Copyright 2008, Traffic World, Inc.
A major shipper complaint against fuel surcharges levied by Union Pacific Railroad appears headed for private settlement, after Dairyland Power Cooperative asked regulators to put a hold on its case.
"Dairyland and UP have reached an agreement in principle to settle this case," the customer and railroad jointly told the Surface Transportation Board in a filing. They requested that the complaint "be held in abeyance, pending possible dismissal" when those settlement talks can be formally concluded.
Dairyland filed its case in March, presenting the regulatory agency with the first specific customer request for damages after the STB in 2007 ordered railroads to change the way they set fuel fees.
The LaCrosse, Wis., power plant operator said UP took its coal shipments off negotiated contracts at the end of 2005, and put them under common carrier freight rates and surcharges.
Dairyland said it paid UP more than $4.5 million in fuel fees, and wanted damages. It also maintained the amounts it paid UP exceeded the carrier''s incremental fuel costs, and sought more evidence from the company under discovery rules.
The regulatory challenge was just one of several attacks shippers had launched against railroad rate-setting policies.
A number of mostly small shippers had filed federal suits against railroads over the fuel fees they imposed in private contracts to handle freight, which are outside the STB''s oversight jurisdiction.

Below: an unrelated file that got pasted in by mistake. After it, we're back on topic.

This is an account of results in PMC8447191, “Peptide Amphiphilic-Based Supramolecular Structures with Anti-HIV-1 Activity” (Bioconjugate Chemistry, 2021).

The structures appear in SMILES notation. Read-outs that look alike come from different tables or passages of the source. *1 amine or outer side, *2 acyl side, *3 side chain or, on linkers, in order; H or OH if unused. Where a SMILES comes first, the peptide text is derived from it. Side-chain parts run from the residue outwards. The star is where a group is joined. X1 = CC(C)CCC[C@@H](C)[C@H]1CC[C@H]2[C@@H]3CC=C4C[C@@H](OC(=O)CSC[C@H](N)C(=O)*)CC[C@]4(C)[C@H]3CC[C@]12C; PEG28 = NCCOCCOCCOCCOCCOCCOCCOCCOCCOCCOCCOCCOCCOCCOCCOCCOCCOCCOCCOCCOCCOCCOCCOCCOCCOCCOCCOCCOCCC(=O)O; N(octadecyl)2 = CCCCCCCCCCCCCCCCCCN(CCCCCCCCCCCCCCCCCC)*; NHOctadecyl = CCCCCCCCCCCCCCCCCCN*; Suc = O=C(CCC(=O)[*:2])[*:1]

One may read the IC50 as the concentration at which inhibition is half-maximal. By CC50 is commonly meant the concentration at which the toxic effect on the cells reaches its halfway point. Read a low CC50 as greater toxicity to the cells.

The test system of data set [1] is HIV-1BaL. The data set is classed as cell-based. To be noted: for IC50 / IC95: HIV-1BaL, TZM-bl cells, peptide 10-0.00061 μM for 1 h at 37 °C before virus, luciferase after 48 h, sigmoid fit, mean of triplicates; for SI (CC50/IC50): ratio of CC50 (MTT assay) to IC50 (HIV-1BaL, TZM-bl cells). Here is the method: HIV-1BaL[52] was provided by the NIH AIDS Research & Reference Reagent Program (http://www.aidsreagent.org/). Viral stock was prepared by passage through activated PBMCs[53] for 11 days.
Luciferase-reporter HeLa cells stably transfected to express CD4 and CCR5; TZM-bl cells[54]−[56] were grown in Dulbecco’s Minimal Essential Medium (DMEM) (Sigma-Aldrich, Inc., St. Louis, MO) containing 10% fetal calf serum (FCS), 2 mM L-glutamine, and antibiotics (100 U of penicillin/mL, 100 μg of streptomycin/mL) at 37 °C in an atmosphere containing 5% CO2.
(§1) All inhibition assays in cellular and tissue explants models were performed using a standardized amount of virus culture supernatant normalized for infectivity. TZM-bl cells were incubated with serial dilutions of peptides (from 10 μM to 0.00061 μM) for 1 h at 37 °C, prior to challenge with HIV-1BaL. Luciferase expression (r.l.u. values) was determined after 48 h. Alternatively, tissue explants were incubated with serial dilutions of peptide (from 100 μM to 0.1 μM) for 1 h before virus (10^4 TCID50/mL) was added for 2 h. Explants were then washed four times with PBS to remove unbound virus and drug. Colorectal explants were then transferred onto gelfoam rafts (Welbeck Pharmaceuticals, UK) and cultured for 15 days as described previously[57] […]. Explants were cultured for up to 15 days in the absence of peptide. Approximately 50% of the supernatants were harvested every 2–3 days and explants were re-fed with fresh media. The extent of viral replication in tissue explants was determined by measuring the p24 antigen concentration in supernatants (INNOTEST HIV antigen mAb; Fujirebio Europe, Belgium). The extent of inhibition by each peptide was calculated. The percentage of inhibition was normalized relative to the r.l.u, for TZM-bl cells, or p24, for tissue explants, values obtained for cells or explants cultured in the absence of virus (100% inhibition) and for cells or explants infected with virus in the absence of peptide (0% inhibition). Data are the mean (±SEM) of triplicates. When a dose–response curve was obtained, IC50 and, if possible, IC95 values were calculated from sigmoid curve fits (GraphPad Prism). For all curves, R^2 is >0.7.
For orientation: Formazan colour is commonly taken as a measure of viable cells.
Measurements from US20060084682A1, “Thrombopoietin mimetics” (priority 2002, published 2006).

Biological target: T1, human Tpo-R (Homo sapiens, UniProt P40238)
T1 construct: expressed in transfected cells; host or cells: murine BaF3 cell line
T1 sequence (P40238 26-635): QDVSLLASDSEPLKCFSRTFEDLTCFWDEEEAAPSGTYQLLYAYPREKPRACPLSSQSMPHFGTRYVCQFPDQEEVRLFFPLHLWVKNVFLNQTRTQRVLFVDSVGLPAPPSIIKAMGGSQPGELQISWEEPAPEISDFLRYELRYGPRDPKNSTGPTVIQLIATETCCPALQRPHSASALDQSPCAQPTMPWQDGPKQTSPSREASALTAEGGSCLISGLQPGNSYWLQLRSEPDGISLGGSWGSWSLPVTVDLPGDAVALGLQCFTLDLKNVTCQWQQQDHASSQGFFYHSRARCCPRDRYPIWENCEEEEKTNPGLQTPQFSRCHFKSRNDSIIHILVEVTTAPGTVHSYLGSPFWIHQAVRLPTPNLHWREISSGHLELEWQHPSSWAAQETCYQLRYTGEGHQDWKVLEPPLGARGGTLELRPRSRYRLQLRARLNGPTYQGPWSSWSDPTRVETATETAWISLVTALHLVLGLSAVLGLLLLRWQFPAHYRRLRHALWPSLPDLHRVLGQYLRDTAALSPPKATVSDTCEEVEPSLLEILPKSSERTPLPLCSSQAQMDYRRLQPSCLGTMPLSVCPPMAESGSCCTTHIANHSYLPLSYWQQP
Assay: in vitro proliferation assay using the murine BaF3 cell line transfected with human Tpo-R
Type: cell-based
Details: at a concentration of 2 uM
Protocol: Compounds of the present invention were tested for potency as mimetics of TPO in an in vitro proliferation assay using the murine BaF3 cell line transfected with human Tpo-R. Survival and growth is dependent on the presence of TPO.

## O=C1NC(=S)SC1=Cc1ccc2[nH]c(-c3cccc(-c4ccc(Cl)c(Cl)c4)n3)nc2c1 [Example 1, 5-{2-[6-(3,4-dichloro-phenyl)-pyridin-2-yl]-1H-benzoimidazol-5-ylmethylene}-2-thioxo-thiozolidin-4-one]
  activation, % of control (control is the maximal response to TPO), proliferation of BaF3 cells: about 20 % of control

Many of them sought class-action status and were bundled together before a judge in the District of Columbia; carriers had asked the court to dismiss the combined case, and a hearing was slated last week on that motion.
Some top-ranked rail shippers have also tangled with the railroads over fuel surcharges. Agricultural products shipping giant Archer Daniels Midland has filed its own separate suit over the practice.
Meanwhile, top chemical shipper DuPont recently won an STB case over freight rate overcharges by CSX Transportation, and the STB also ordered UP to pay damages for excessive charges on coal hauls for Kansas City Power & Light.
But the Dairyland case could have opened the door to more STB cases targeted at fuel fees.
Soon after it was filed, STB Chairman Charles D. Nottingham told a roomful of shipper representatives at a panel in Alexandria, Va., that after years of grumbling over surcharges the board had been wondering if any customers would challenge the fuel fees they had been charged.
"We actually finally got a complaint, which is something we had hinted - and not so subtly hinted - would be nice to see if people really felt they truly were getting ripped off," he told the group.
UP first sought to have the case thrown out over the way it was filed, and asked the STB to quash Dairyland''s requests for more information. But eventually the STB on Aug. 29 decided to compel evidence discovery. After that, the parties were soon working on a deal.
Industry observers who were closely watching to see how the case unfolds may not learn much more, however; a Dairyland spokeswoman said "terms of the agreement are confidential" both now and when a final accord may be reached.